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Bean: Why did we think Pastrnak wasn't a good postseason player?

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As David Pastrnak scored one goal, assisted another and provided a critical screen on a third in the Boston Bruins' series-clinching Game 5 win over the Washington Capitals, I had a dumb thought. 

"What if David Pastrnak is good in the postseason? He’s underwhelmed in postseasons past, but are we overlooking just what a game-changer it is for the Bruins if Pastrnak is Pastrnak?"

I didn’t know when thinking this thought that it was dumb, but trust me, it was. 

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Why? Because David Pastrnak is good in the postseason. Really good, in fact. There have been nights -- stretches, even -- where he’s been minimized, but I was shocked to look at the numbers and see that Pastrnak is more than a point-a-game player in the postseason (59 points in 57 games). 

That’s better than Brad Marchand (98 points in 126 career playoff games), Patrice Bergeron (115 points in 154 career playoff games) and even David Krejci (117 points in 150 career playoff games). On paper, Pastrnak is the most reputable offensive playoff performer on the Bruins. 

So why does it feel like he isn’t? If memory serves, he was quiet against the St. Louis Blues in the 2019 Stanley Cup Final (he was held without a point in four of those seven games) and ran hot and cold before that (points in two of his previous five games). 

What gives? 

He’s streaky. Very, very streaky. Off the top of your head, you can probably remember that Game 1 win in the second round against the Tampa Bay Lightning in 2018, when the Bergeron line tortured Brayden Point and Co. Pastrnak had four assists. There was also his six-point performance against the Toronto Maple Leafs in the first round that year.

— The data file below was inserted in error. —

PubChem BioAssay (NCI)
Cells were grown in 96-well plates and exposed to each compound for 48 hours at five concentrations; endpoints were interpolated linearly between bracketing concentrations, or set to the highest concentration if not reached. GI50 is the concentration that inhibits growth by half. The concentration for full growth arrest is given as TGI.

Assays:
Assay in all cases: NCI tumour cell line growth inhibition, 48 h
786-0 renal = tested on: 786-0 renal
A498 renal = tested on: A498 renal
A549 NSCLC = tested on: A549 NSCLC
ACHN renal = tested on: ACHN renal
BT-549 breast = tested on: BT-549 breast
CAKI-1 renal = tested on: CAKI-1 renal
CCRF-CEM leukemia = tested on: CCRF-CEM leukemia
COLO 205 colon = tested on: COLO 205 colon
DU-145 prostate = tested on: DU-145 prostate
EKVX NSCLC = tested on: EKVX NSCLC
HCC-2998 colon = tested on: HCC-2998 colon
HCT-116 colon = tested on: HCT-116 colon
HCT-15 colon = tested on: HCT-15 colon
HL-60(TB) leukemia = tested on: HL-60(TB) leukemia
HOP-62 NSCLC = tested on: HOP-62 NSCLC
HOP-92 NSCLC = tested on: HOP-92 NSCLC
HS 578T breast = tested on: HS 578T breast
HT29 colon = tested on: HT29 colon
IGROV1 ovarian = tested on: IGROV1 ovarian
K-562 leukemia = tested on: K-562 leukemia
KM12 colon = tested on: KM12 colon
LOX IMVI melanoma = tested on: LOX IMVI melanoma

Those numbers obviously help make up for whatever goose eggs he’s had. Here’s the breakdown of Pastrnak’s 57 playoff games.

Games with one point 17
Multi-point games 17
Games with no points 23

One way of looking at that is that the most common result is Pastrnak not getting on the score sheet, but that’s not really true. It’s been far more common that he has a point (34 games) than not.

Here, perhaps, is why it might feel like Pastrnak isn’t dominant in the playoffs: He’s kept up his streakiness in recent years, but you don’t get the huge four or six-point games (which makes sense because those don’t happen in the playoffs).

Extra Pasta

Percent of Pastrnak's postseason games with at least one point

In his last three postseasons (39 games, including those stupid seeding games last year), Pastrnak has had just one three-point game, so the Pastrnak mania we experience in the regular season obviously isn’t as common. 

Also, Pastrnak has performed worse -- still good, but worse -- in the last three postseasons. He’s had 35 points in 39 games with the following breakdown:

Games with one point 10
Multi-point games 12
Games with no points 17

Not bad, but not as good as his career numbers. Maybe some of that was his hand injury in 2019 or whatever made him miss three games of the first round last year. 

This postseason, Pastrnak is off to a strong start. Six points in five games is more in line with his career stats, but it’s not like Pastrnak is some postseason dog. The only thing left to be desired is consistency and, of course, lifting the Cup.